East Hawaii News

New Dengue Fever Case Confirmed

March 23, 2016, 1:42 PM HST
* Updated March 30, 1:23 PM
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The Hawai'i Department of Health updated its map of potential areas of dengue fever infection, based on confirmed case information as of Wednesday, March 23. DOH image.

The Hawai’i Department of Health updated its map of potential areas of dengue fever infection, based on confirmed case information as of Wednesday, March 23. DOH image.

One new case of dengue fever has been reported by the Hawai’i Department of Health.

As of 1 p.m. Wednesday, the total case count of dengue infected individuals on the Big Island since the September onset of the outbreak was 263.

DOH reports that the case was within a Big Island resident and that the case is still “potentially infectious” to mosquitoes, with an onset of illness of March 17.

An updated map indicating potential risk areas was released on Wednesday. Last week, the map was narrowed down to just three areas on the island listed as “some risk.”

This week, the map re-added Kailua-Kona, as well as several areas north of the town, including Kalaoa, as “some risk” areas. Captain Cook and a location just north are also on the map listed as “some risk” this week.


South of the concentrated “some risk” towns in West Hawai’i, DOH has upgraded the Hookena area to “moderate risk.”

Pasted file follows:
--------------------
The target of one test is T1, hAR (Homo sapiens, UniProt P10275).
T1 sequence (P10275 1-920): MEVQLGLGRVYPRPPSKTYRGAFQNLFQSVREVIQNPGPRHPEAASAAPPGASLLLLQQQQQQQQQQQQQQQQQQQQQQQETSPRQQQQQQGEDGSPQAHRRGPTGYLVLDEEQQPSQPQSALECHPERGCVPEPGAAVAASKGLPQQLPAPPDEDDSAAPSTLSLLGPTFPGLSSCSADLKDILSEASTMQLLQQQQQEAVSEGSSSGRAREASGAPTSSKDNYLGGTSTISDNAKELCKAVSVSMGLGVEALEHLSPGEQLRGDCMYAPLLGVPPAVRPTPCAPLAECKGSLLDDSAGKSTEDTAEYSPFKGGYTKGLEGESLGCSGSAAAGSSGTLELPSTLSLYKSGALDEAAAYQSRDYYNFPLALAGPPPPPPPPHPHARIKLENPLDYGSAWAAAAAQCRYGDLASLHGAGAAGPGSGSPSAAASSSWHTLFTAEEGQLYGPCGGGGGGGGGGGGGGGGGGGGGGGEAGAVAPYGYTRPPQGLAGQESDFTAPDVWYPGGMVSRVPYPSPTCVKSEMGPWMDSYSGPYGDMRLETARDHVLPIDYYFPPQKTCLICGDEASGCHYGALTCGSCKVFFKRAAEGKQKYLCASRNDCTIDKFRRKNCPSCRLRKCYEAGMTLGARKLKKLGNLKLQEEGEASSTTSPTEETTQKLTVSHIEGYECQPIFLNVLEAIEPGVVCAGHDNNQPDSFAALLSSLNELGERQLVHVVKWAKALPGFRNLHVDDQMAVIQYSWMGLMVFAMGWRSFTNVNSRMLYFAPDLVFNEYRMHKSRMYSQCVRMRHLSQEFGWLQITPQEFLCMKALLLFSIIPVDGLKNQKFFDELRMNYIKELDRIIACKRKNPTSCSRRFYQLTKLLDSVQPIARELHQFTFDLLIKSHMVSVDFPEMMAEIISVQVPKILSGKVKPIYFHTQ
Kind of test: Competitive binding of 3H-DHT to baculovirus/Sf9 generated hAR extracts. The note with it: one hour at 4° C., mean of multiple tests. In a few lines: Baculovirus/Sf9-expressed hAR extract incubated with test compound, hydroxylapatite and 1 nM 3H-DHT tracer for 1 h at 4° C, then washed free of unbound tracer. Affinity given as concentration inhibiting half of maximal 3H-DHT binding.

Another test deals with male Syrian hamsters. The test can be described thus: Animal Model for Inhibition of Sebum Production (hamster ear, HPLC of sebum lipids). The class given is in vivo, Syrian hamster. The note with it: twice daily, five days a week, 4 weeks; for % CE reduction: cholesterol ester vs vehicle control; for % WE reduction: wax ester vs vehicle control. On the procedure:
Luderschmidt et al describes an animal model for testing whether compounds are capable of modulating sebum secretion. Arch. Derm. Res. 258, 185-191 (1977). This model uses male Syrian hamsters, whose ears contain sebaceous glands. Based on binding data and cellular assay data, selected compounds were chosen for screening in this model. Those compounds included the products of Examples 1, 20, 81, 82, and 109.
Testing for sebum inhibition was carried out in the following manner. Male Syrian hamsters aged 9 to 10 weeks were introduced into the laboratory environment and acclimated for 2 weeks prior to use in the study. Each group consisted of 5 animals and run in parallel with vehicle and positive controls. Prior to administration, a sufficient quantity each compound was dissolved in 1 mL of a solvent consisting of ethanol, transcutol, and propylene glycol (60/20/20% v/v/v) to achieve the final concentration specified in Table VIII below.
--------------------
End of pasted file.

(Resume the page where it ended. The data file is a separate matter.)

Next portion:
Volcano remains listed as an area of “some risk.”

In total, 237 Big Island residents, along with 26 island visitors, have been infected with the dengue virus. The total number includes 46 individuals under the age of 18.

Since September, 1,517 potential cases of dengue fever have been excluded from the overall confirmed count, including five cases in the past day. Those cases that have been excluded either had test results come back negative for dengue and/or did not meet case criteria.


Symptoms of dengue fever include fever, joint or muscle pain, headache or pain behind the eyes, and rash.

Those interested in obtaining general information about the current Big Island dengue fever investigation should call 2-1-1 and talk with Aloha United Way.

Anyone who thinks they may have contracted dengue fever on the Big Island should call 933-0912 if they are located in East Hawai‘i or 322-4877 in West Hawai‘i. If an individual is currently ill and concerned that they may have contracted dengue fever, they should contact their primary care physician.

Hawai’i County Civil Defense suggests the following to aid in reducing potential mosquito breeding areas around homes and businesses:

Remove or eliminate standing water that provides sources for mosquito breeding such as buckets or puddles.

  • Fix leaky faucets and outdoor hoses that are dripping water.
  • Treat bromeliads and other plants that hold water with a larvacide or chlorine bleach solution.
  • Clean gutters to allow water to drain freely.
  • Repair screens and windows to help keep mosquitoes out.
  • Dispose of old tires at no charge at county transfer stations islandwide.

Mosquito concerns should be reported to 974-6010 in East Hawai‘i or 322-1513 in West Hawai’i.

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